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Raj et al. are to be commended for their study on psychiatric profile in patients with postural tachycardia syndrome (POTS) (1). Despite small sample size, the study addresses an important aspect in POTS research, which is its relationship to anxiety disorder. The results of the study demonstrate that patients with POTS do not have an increased prevalence of anxiety disorders compared to general populati...
Raj et al. are to be commended for their study on psychiatric profile in patients with postural tachycardia syndrome (POTS) (1). Despite small sample size, the study addresses an important aspect in POTS research, which is its relationship to anxiety disorder. The results of the study demonstrate that patients with POTS do not have an increased prevalence of anxiety disorders compared to general population, thereby challenging a common misconception that patients with POTS are more likely to have anxiety disorders. The study by Raj et al. is in agreement with two other studies that differentiated POTS from anxiety disorders. One study showed that excessive heart rate response during a tilt table test was not due to anxiety (2), and another one demonstrated that symptoms of POTS were phenomenologically different and clinically distinguishable from panic disorder symptoms (3). Taken together, the three studies provide evidence against a hypothesis that POTS and anxiety disorders are linked either by association or causation.
As a symptom, anxiety can occur in a number of common medical conditions. Furthermore, anxiety can be directly caused by various physiologic factors, such as hypoglycemia, hypoxia, hypercapnia, hypovolemia and hypoperfusion. Therefore, it should come as no surprise that patients with POTS, a disorder that is characterized by hypovolemia, orthostatic cerebral hypoperfusion and excessive rise in standing plasma norepinephrine, may experience anxiety among many other symptoms. As the authors point out astutely, the anxiety observed in POTS is caused by physiologic mechanisms rather than psychological factors that exist in patients with anxiety and panic disorders.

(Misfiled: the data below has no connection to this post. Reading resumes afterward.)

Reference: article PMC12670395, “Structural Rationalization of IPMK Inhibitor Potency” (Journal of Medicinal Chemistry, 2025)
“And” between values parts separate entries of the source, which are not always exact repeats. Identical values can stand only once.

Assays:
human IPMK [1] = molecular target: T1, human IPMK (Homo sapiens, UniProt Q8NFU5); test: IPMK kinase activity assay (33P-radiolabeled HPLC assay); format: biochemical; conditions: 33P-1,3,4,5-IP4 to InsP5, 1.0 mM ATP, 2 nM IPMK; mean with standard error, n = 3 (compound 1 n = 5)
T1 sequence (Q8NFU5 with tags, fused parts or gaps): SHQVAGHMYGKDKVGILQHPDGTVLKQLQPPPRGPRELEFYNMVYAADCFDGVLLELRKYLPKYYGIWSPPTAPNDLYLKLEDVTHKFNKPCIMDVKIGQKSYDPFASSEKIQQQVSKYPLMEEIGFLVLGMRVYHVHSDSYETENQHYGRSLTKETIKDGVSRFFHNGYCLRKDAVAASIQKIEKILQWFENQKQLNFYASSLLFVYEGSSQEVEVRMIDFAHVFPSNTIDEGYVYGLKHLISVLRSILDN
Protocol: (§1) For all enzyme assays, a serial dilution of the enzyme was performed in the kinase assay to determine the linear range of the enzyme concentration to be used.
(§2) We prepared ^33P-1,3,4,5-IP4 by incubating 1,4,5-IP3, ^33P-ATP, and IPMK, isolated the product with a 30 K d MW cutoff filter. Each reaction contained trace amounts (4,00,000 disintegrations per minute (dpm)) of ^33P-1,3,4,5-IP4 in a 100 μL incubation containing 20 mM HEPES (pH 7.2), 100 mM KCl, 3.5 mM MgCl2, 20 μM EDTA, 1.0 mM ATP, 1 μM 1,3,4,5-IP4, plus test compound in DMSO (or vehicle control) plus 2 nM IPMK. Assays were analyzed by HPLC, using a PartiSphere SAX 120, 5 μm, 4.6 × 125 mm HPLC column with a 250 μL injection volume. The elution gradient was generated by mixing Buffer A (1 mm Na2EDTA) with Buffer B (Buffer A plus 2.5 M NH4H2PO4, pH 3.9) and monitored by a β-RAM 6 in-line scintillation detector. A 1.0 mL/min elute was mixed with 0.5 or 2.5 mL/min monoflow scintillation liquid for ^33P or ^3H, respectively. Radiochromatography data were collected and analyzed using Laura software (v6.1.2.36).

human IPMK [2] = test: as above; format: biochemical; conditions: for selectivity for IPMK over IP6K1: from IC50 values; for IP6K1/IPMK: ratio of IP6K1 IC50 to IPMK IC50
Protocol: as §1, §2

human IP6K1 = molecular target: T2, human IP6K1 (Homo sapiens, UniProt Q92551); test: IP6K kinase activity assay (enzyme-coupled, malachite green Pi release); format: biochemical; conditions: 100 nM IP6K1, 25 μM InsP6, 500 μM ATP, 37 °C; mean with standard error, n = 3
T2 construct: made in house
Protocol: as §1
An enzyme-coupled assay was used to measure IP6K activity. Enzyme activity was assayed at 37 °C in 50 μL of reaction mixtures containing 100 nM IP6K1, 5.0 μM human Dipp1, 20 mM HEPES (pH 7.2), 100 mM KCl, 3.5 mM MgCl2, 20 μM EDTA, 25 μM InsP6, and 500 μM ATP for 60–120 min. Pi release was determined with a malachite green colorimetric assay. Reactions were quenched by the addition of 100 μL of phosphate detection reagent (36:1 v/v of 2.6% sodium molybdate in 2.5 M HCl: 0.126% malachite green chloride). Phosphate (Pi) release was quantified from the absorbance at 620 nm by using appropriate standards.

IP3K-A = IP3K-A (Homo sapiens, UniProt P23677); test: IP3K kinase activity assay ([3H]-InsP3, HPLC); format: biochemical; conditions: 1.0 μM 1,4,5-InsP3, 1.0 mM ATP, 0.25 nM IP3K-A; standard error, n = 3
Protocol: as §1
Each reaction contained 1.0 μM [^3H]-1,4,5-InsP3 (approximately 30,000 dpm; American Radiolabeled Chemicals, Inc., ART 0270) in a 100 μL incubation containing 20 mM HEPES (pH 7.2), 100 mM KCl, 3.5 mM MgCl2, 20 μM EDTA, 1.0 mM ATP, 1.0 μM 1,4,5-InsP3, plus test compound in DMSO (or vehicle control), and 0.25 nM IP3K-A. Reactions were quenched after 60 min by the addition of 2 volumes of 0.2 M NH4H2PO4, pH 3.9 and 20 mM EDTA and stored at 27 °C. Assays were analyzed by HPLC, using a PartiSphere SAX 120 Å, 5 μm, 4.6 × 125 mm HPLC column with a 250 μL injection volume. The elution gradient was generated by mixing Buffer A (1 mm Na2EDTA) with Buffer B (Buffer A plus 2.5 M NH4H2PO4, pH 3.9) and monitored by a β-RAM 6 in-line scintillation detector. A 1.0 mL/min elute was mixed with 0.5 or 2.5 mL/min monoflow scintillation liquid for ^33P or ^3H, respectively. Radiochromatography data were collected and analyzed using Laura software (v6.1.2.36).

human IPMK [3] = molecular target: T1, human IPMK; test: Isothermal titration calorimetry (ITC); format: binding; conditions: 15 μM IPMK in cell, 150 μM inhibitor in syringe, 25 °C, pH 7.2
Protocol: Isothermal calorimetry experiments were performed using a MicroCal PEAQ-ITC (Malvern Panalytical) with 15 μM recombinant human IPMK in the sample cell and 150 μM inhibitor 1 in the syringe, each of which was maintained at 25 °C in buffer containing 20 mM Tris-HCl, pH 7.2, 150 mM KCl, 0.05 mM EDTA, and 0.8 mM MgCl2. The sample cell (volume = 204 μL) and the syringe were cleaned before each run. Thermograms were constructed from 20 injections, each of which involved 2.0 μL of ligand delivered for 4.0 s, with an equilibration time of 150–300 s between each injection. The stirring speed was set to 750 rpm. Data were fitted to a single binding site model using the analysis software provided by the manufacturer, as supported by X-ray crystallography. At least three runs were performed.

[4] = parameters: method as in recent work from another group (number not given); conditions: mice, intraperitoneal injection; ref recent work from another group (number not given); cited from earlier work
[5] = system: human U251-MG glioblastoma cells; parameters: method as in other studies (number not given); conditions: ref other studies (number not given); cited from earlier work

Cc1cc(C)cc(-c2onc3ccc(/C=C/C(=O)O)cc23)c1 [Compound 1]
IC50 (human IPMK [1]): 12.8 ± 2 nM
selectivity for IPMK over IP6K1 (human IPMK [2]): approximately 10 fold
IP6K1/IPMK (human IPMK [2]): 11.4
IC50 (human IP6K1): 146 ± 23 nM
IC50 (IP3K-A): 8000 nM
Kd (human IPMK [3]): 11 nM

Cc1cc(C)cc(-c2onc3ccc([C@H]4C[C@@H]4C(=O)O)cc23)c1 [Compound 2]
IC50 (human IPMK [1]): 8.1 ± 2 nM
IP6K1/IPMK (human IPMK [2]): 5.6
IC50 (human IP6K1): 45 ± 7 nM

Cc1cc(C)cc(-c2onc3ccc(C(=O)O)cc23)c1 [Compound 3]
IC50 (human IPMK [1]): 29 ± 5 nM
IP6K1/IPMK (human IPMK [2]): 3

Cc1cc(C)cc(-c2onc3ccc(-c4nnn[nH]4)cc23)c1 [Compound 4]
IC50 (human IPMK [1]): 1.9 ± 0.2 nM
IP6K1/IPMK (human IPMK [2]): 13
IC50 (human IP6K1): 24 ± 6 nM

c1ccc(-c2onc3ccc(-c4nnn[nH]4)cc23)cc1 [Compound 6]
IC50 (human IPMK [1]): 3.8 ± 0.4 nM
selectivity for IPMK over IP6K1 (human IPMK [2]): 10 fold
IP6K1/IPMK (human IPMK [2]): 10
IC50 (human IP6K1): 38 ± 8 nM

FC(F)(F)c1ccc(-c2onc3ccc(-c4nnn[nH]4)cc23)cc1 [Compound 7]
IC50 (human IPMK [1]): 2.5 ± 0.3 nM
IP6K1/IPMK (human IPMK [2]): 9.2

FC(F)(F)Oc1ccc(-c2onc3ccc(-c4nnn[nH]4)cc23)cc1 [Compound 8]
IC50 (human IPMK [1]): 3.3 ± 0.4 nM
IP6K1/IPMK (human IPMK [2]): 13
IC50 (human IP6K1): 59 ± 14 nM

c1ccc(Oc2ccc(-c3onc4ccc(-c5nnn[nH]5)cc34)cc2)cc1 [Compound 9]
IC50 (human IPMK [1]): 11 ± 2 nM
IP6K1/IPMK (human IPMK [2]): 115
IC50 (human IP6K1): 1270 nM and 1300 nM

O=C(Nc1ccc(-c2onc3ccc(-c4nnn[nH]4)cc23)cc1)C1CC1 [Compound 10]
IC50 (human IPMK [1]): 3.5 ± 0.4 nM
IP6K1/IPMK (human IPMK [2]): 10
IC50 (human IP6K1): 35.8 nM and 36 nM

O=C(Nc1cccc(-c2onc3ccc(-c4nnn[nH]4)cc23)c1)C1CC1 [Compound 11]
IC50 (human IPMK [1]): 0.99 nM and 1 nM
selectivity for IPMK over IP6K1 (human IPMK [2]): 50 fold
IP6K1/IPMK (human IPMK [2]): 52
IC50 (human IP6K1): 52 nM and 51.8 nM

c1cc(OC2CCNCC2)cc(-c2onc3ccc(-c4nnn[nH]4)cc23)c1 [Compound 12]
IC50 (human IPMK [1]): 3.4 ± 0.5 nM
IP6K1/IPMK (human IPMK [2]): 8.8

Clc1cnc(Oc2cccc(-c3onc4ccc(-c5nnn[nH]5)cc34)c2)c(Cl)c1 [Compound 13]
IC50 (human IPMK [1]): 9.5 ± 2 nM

In addition to pathophysiologic implications, the study underscores key clinical points: recognizing POTS in patients presenting with symptoms compatible with this syndrome and differentiating it from POTS mimics, which include generalized anxiety disorder, panic disorder and others. Despite existence of the objective diagnostic criteria for POTS, i.e. greater than 30 bpm increase in heart rate within the first 5 minutes of standing or upright tilt with the associated symptoms of orthostatic intolerance (4), many patients with POTS continue to be misdiagnosed with anxiety disorders by their health care providers. Emphasizing to clinicians that POTS is a medical disorder, with its distinct clinical features, diagnostic criteria and therapeutic options, is instrumental in providing appropriate care to patients affected by this disorder.
1. Raj V, Haman KL, Raj SR, Byrne D, Blakely RD, Bioggioni I, Robertson D, Shelton RC. Psychiatric profile and attention deficits in postural tachycardia syndrome.
Journal of Neurology, Neurosurgery and Psychiatry 2009; 80: 339-44.
2. Masuki S, Eisenach JH, Johnson C et al. Excessive heart rate response to
orthostatic stress in postural tachycardia syndrome is not caused by anxiety.
Journal of Applied Physiology 2006; 102: 1134-42.
3. Khurana RK. Experimental induction of panic-like symptoms in patients with
postural tachycardia syndrome.
Clinical Autonomic Research 2006; 16: 371-7.
4. Low PA, Opfer-Gehrking TL, Textor SC et al. Postural tachycardia syndrome
Neurology 1995; 45: S19-S25.